It’s been a rough year, and yet there are things to be thankful for, despite the obvious and very challenging circumstances. As the pandemic drags deeper into the fall, and even with the promise of vaccines in the next year, the fact remains that the virus has upended our way of life. Thousands of lives have been lost, global economies and jobs have been crushed, and it will even disrupt the time-honored tradition of family and friends gathering together for the holidays. But we can – and should – continue to be grateful. Here’s why.
Gratitude goes beyond simply adapting to the circumstances: It is the thankful appreciation for positive things we experience, from major life moments and achievements, to simple pleasures we take for granted, as well as the people that we appreciate in our lives.
A key personality trait associated with positive emotional functioning, it is also a powerful tool to help you shape the narrative of your life and establish a more positive balance of acceptance and appreciation. Like many other positive habits, a concerted gratitude practice can help develop a sense of wellbeing and worth, even when our lives have changed due to age, loss of a loved one, illness, or other challenges. Some studies suggest practicing gratitude can reduce stress, improve sleep, and foster better relationships by building a sense of empathy and forgiveness.
As a clinical psychologist who works with aging populations, many of them who are battling depression, I know first-hand how a regular practice of gratitude –including the writing a gratitude journal—can be transforming, but also taxing. Sometimes, situations arise where someone is unable to identify a different aspect of their lives for which they are grateful. I let them know that this is absolutely ok.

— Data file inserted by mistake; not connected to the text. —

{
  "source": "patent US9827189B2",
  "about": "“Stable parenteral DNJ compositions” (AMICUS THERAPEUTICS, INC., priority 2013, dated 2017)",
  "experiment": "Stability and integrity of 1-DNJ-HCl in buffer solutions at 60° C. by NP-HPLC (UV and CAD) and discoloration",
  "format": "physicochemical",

That said, and while I am professionally aware of the myriad benefits of gratitude, it’s not easy to keep feeling grateful in a pandemic. We are constantly bombarded with bad news, and I myself have fallen into the trap of focusing my attention on all the negativity in my world, leaving me with a warped view of life that leaves little room for gratitude. So, how can we be grateful in this crazy time?
Step one: Define a place for gratitude in your life
There are two ways to work on gratitude in a clinical practice: verbally and in a gratitude journal. I have found that bringing in gratitude and having a verbal discussion in the clinical work seems to be most effective for those who are dealing with circumstances that are outside of their control. The pandemic has presented numerous opportunities to work with gratitude with my patients.
When working with those who are able to maintain a journal, the actual type of journal does not seem to matter too much – as long as the patient has something that can collect their responses and that they can review periodically is really all that is needed. In order for this to become a practice, an initial buy-in is necessary, and this can be obtained often by the basic act of identifying an aspect of their life for which they are grateful – especially when life spirals outside of their control, being reminded of things in their life for which they are grateful can provide immediate benefits and makes it likely that this can become a habit.
Step two: Make it a daily habit